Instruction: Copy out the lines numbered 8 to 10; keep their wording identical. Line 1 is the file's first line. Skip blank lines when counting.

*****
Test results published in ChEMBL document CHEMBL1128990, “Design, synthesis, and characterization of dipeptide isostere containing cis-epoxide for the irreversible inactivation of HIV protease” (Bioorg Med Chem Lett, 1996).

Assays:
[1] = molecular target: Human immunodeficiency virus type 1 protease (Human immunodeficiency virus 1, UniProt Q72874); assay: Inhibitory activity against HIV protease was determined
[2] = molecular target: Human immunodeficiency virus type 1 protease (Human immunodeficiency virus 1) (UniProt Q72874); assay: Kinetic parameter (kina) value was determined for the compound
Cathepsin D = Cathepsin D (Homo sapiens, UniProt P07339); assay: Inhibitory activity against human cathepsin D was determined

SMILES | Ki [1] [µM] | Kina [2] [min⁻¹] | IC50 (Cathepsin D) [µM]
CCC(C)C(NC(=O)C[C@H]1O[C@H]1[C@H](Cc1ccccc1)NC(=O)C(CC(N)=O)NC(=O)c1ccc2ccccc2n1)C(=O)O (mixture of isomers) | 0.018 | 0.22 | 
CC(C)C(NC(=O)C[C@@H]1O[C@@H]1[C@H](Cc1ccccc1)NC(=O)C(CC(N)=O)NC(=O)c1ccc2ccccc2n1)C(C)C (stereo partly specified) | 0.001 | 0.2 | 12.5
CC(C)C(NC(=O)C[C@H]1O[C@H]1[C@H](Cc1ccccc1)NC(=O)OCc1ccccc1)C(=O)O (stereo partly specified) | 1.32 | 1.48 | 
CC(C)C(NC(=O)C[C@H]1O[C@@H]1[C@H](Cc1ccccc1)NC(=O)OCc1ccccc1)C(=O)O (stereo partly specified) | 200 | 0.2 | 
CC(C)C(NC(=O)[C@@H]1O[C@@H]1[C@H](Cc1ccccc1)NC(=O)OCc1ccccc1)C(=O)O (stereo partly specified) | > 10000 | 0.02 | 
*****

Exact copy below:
CC(C)C(NC(=O)C[C@@H]1O[C@@H]1[C@H](Cc1ccccc1)NC(=O)C(CC(N)=O)NC(=O)c1ccc2ccccc2n1)C(C)C (stereo partly specified) | 0.001 | 0.2 | 12.5
CC(C)C(NC(=O)C[C@H]1O[C@H]1[C@H](Cc1ccccc1)NC(=O)OCc1ccccc1)C(=O)O (stereo partly specified) | 1.32 | 1.48 | 
CC(C)C(NC(=O)C[C@H]1O[C@@H]1[C@H](Cc1ccccc1)NC(=O)OCc1ccccc1)C(=O)O (stereo partly specified) | 200 | 0.2 | 